11th Circuit decision ‘effectively closes the internet's doors to the blind,’ plaintiff's lawyers say
Image from Shutterstock.com.
Websites are not public accommodations that must be accessible to blind customers unless they create an intangible barrier that excludes disabled people from accessing goods and services in a physical store, a federal appeals court ruled Wednesday.
The protections of Title III of the Americans with Disabilities Act apply to tangible, physical places, rather than websites, the 11th U.S. Circuit Court of Appeals at Atlanta ruled in a lawsuit filed against Winn-Dixie Stores Inc., a grocery store chain in the Southeastern United States.
The appeals court ruled against lawsuit plaintiff Juan Carlos Gil, who is legally blind and unable to use the Winn-Dixie website because it is incompatible with screen reader software. The website allowed customers to refill prescriptions for in-store pickup and to link digital coupons to their store cards but did not sell groceries.
Gil wanted to use the website to fill prescriptions because in-person requests could be overheard by other people standing nearby. He also had to wait 20 to 30 minutes for the prescription after making an in-person request.
Federal appeals courts are split on the issue of whether Title III of the ADA limits places of public accommodation to physical locations, the 11th Circuit said in its April 7 opinion.
Title III bans discrimination on the basis of disability in the full and equal enjoyment of public accommodations. The law says discrimination occurs when an operator of a place of public accommodation fails to take steps to ensure that no person with a disability “is excluded, denied services, segregated or otherwise treated differently than other individuals because of the absence of auxiliary aids and services.”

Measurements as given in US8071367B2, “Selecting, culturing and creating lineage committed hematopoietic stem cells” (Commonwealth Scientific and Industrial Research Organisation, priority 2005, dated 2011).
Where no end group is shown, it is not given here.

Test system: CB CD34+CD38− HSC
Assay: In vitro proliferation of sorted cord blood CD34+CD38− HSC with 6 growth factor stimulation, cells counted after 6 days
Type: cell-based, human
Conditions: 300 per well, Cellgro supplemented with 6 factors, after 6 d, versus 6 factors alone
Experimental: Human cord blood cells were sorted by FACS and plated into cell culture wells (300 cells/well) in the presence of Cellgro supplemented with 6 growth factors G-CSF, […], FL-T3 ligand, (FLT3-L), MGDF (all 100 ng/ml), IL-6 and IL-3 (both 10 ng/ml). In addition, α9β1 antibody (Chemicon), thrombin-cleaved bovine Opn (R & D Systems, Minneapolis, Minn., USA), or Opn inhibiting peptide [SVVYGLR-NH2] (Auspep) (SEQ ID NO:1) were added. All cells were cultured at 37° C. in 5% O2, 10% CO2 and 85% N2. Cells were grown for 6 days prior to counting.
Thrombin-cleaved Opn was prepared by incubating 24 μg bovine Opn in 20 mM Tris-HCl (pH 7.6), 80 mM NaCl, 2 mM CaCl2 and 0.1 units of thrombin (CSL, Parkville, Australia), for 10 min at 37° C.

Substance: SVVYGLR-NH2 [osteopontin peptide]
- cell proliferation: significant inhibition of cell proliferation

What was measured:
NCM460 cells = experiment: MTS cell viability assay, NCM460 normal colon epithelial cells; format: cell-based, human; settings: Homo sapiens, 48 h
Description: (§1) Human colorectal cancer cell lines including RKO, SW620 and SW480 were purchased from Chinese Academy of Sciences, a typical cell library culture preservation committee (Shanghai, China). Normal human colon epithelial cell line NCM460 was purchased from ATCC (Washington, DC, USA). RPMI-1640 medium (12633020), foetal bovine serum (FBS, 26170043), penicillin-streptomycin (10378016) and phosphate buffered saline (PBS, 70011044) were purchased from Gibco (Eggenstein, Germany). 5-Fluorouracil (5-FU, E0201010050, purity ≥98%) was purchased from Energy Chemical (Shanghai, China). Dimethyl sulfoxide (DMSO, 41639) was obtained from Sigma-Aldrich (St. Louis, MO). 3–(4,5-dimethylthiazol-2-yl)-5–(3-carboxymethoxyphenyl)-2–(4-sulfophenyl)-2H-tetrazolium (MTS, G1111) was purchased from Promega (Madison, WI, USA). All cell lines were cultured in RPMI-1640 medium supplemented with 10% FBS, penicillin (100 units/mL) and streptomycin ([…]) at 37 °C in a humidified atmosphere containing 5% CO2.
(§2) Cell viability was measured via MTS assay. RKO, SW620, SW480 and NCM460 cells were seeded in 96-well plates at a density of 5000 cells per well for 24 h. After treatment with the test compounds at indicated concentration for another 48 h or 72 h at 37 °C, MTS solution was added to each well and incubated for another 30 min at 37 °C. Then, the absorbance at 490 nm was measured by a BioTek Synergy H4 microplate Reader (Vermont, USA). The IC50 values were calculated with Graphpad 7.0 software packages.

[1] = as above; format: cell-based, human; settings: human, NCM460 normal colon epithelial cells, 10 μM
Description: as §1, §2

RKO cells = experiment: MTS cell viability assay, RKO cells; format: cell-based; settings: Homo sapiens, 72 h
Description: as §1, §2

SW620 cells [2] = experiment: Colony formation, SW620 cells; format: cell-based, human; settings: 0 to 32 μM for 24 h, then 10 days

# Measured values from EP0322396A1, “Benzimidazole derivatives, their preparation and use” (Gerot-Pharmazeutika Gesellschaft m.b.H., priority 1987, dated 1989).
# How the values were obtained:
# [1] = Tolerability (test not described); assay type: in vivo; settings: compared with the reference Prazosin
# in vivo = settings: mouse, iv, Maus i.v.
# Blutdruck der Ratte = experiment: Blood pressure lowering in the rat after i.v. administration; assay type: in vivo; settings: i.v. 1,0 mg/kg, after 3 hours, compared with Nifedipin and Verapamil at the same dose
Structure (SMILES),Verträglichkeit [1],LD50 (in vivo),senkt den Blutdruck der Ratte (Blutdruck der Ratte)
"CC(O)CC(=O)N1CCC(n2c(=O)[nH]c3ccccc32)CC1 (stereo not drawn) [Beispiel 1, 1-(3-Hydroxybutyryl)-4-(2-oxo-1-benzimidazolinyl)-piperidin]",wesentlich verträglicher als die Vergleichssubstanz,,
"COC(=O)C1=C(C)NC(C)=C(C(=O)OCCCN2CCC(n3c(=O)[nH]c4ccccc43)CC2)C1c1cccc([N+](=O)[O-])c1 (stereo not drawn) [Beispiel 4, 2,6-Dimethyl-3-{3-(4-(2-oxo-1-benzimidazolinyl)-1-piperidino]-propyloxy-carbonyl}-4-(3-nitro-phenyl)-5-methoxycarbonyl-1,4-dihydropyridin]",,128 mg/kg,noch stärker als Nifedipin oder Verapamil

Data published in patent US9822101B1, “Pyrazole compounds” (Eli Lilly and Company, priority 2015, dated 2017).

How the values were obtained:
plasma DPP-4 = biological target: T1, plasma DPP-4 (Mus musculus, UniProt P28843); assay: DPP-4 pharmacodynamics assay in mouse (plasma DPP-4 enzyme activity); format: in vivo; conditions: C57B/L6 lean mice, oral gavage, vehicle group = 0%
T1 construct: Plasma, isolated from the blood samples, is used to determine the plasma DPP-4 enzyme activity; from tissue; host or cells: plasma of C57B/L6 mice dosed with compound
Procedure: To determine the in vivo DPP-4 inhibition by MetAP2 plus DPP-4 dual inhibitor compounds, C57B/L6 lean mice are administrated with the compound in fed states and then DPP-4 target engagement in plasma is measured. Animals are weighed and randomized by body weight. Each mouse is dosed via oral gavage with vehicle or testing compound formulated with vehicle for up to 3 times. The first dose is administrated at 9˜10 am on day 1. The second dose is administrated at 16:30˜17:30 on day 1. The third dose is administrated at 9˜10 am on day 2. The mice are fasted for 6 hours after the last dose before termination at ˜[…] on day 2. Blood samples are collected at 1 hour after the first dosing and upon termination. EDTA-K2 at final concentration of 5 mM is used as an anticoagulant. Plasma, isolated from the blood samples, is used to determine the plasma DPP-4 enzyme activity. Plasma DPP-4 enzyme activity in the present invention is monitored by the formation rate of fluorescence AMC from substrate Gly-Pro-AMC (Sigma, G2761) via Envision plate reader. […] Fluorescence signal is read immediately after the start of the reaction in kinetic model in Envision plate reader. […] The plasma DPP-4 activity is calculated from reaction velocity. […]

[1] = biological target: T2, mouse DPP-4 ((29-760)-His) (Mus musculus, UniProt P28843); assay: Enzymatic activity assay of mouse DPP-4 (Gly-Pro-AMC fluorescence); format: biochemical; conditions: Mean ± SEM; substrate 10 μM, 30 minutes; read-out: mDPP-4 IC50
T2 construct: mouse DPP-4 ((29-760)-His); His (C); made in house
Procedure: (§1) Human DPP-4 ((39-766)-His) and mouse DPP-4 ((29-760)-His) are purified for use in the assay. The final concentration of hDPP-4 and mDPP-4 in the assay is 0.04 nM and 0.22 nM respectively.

The law says auxiliary aids are not needed, however, if they would fundamentally alter the nature of the goods or services or they would cause an undue burden. The law provides several examples of public accommodations, including hotels, restaurants, theaters, auditoriums, schools and grocery stores.
All are “tangible, physical places,” the 11th Circuit said. “No intangible places or spaces, such as websites, are listed. Thus, we conclude that, pursuant to the plain language of Title III of the ADA, public accommodations are limited to actual, physical places.”
Gil had argued that, under 11th Circuit precedent, the website nonetheless violates the ADA because it is an intangible barrier that prevents someone with disabilities from enjoying the goods and services of a place of public accommodation.
The 11th Circuit said the website does not create an intangible barrier because it has only limited functionality, and goods still must be purchased in the store.
A website does not create an intangible barrier unless it results in disabled people “being excluded, denied services, segregated or otherwise treated differently from other individuals in the physical stores,” the 11th Circuit said.
“For many Americans like Gil, inaccessibility online can be a significant inconvenience,” the 11th Circuit said. “But constitutional separation of powers principles demand that the details concerning whether and how these difficulties should be resolved is a project best left to Congress.”
Judge Elizabeth Branch, an appointee of former President Donald Trump, wrote the majority opinion. Judge Jill Pryor, an appointee of former President Barack Obama, dissented.
Lawyers for Gil told Law360 in a statement that they may ask the U.S. Supreme Court to hear the case.
“This is a sad but temporary loss for the civil rights of people with disabilities,” said the lawyers, Josh Entin and David Ferleger. “The 11th Circuit’s landmark decision effectively closes the internet’s doors to the blind. The blind have lost the ADA.”
Hat tip to How Appealing.
ABA Journal: “ADA questions remain over web accessibility cases and the lack of DOJ regulations”